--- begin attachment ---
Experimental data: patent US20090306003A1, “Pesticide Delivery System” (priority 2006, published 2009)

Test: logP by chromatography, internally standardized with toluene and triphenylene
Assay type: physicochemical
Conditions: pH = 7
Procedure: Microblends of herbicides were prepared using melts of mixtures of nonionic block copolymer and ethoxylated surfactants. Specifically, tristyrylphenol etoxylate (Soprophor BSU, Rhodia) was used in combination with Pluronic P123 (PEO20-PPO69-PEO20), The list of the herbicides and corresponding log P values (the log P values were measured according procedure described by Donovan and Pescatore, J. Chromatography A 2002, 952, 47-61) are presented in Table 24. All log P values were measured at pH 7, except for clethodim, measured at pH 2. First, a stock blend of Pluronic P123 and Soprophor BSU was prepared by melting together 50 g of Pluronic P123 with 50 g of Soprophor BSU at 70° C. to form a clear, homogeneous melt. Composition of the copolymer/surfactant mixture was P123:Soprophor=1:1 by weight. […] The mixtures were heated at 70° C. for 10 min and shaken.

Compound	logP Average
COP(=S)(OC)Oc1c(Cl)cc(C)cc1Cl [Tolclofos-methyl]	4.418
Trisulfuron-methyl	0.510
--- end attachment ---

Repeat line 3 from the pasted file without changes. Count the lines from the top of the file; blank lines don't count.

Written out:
Assay type: physicochemical